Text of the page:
The biggest question, since Sunil Gulati announced that he would not run for reelection as US Soccer Federation President, is: whose leadership sets up US Soccer with the best chance of success? The USWNT is in a good place at the moment. US youth soccer (men’s and women’s is in a good place). The MLS is growing. The NWSL is fledgling.
That leaves us with the one I, selfishly, care most about: the US men’s national team. Whose leadership ensures that what happened over the past year never happens again? Whose leadership gives US men’s soccer the greatest opportunity to grow and become a world class organization, while not completely devastating the resources and structures at hand?
Kathy Carter’s independent player development model is compelling, as well as her desire to beef up technical development of coaches and players. It’s something US men’s soccer has needed for a long time. Carlos Cordeiro also wants to create a new technical department, but is also committed to increasing commercial revenue. Kyle Martino desires equity and transparency in US Soccer. Eric Wynalda is trying to drastically overhaul the function of MLS to align with a European club system.
Whose model gives US Soccer the ability to maintain success where it has been successful (women’s national team and youth soccer), and to make the necessary changes where improvements are needed?
America is already a world leader at women’s sports. Equity is still necessary where pay is concerned, but that also requires a commitment to have the same revenue intake (or a system of equitable distribution) from sponsorships and television rights for both the men’s and women’s national teams. What is easier to solve: equal pay or the structural problems that hold back American men’s soccer from other world powers? I think it is easier to solve equal pay. We need a US Soccer president who can address equal pay, then turn toward why the USMNT is lagging behind smaller population nations, such as, Serbia and South Korea in international football. Geoff Cameron was utterly truthful when he noted in his Players Tribune article that the culture of mediocrity and complacency in US Soccer needs to end. Which potential leaders are best equipped to address the pressing issues, and still motivated by success at all levels of the game?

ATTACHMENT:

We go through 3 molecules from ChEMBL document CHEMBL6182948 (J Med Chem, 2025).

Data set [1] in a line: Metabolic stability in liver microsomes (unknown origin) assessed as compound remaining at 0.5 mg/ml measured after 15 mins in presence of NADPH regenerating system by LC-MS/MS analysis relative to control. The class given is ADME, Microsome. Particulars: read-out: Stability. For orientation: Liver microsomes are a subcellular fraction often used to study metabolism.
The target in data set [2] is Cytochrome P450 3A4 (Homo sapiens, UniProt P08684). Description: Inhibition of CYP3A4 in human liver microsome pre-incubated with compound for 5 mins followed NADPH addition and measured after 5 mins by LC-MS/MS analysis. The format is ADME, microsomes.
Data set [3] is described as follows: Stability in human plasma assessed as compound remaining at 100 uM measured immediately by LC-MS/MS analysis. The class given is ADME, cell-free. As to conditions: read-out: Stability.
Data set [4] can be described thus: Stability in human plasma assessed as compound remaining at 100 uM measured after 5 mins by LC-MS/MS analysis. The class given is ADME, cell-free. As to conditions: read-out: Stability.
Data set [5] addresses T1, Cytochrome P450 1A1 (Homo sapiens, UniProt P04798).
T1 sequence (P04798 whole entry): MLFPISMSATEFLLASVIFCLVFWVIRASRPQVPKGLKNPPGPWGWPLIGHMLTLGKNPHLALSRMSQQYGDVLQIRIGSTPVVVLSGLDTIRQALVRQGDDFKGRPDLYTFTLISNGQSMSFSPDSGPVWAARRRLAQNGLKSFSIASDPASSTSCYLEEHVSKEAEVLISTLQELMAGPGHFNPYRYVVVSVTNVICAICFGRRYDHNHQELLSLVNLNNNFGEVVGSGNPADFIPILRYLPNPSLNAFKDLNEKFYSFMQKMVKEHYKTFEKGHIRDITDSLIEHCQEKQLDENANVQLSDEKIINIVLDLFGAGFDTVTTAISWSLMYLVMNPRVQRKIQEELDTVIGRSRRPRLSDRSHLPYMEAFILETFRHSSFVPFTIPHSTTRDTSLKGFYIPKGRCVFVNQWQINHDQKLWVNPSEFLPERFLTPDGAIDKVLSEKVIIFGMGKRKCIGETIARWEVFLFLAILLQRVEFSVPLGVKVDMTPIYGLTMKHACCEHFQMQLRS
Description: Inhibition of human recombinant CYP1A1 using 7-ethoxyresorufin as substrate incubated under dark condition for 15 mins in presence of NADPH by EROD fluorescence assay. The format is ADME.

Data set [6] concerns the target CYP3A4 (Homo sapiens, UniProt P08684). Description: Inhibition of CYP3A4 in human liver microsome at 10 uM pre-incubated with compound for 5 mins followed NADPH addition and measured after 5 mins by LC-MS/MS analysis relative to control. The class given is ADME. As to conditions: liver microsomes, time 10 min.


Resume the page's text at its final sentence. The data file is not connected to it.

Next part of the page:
Kathy Carter and Eric Wynalda are the best equipped to handle these issues. At the very least, they seem to understand that they are the highest priority issues, considering the 130 million dollar budget surplus that US Soccer is currently operating with (thus the organization should not be focusing its attention on commercial rights issues, as Mr. Cordeiro would have).
Then the question becomes: does US Men’s soccer, in its entirety need a fundamental overhaul? I do not believe so, because the system is financially sound, and has produced some good players. Player development does need to be addressed, especially at the 18-23 age range. If Kathy Carter is true to her word, and can pursue an overhaul of player development, then she has my theoretical vote.
What happened in October against Trinidad and Tobago cannot happen again. It was a sporting embarrassment, similar to what happened to Germany at Euro 2000. We need a careful examination of what went wrong and why. Germany moved to an overhaul of men’s soccer, at national and club level. That project worked successfully, culminating in Germany winning the 2014 World Cup. I am of the opinion that the changes proposed by Kathy Carter address many of the problems of US men’s soccer (although not all), while leaving in place what functions well.